Randomization will be performed by a researcher not involved in the recruitment, assessment, or treatment of the participants by means of a random numerical sequence generated by Microsoft Excel 2010, before the beginning of the study. Treatment allocation will be concealed through sealed, opaque envelopes sequentially numbered. After the baseline assessment, one of the therapists responsible for the intervention will open the sealed envelope to identify the group to which the participant was allocated (Pilates Group or Aerobic Group). This is a single-blind study because only the assessor will be blind to the allocation of the participants in the treatment groups. Due to the nature of the interventions, it will not be possible to blind participants and therapists. At the end of the study, the assessor will say to which group he believes the participants were allocated in order to test the blinding of the study.
Both groups will receive 16 individual, twice-weekly exercise sessions lasting 60 min each over a period of 8 weeks. To improve adherence, participants will receive a calendar with the sessions date and the available days for missed sessions. This will ensure that the intervention period and the make-up sessions do not exceed 10 weeks, when the treatment will end, independently of the number of sessions achieved. Additionally, in São Paulo, older adults aged above 60 years do not pay for public transportation, which could ensure participants to come to the intervention site. Sessions will be supervised by two physical therapists. The Pilates Group will be supervised by a physical therapist certified in Pilates with four years of experience with the method, and the Aerobic Group will be supervised by a physical therapist specialized in Sports Physical Therapy with one year and six months of experience and specifically trained with the proposed exercises. Patient chart will be audited monthly for protocol deviations by an independent researcher. The treatments are described in Table 1. Patients will be asked to not look for other treatments outside the trial during the intervention period. Adverse events will be collected during the intervention period. Table 2 shows the timeline of the study.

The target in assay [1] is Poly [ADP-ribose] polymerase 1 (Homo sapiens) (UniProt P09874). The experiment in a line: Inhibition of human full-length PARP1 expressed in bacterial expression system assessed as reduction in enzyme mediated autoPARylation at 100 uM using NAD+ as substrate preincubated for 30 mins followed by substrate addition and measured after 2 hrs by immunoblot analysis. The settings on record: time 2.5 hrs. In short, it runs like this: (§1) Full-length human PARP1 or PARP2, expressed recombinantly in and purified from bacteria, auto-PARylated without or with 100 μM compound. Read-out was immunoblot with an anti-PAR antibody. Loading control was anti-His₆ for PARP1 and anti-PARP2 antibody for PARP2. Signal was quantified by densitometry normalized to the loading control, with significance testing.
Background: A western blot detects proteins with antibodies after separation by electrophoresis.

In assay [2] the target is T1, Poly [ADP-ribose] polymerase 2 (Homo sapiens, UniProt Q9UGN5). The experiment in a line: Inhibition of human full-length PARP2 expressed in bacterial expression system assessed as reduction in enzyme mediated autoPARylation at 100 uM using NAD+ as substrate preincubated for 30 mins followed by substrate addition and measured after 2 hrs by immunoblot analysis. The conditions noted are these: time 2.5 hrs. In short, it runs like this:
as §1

The study was designed to detect a clinically significant 2-point difference in pain intensity assessed by the Pain Numerical Rating Scale (estimate for standard deviation = 2.5) and a 5-point difference in disability assessed by the Roland Morris Disability Questionnaire (estimate for standard deviation = 6.5) [49, 50] eight weeks after randomization, using a two-tailed t-test of difference between means and assuming α = 0.05, statistical power of 80% , and loss to follow-up of 15%. Estimations indicated that 34 patients per group will be required using pain intensity to calculate sample size, and 37 patients per group using disability. Therefore, the biggest number resulting from sample size calculation will be considered, which corresponds to 74 patients. To reach this number, the study will be promoted in community newspapers and on the internet.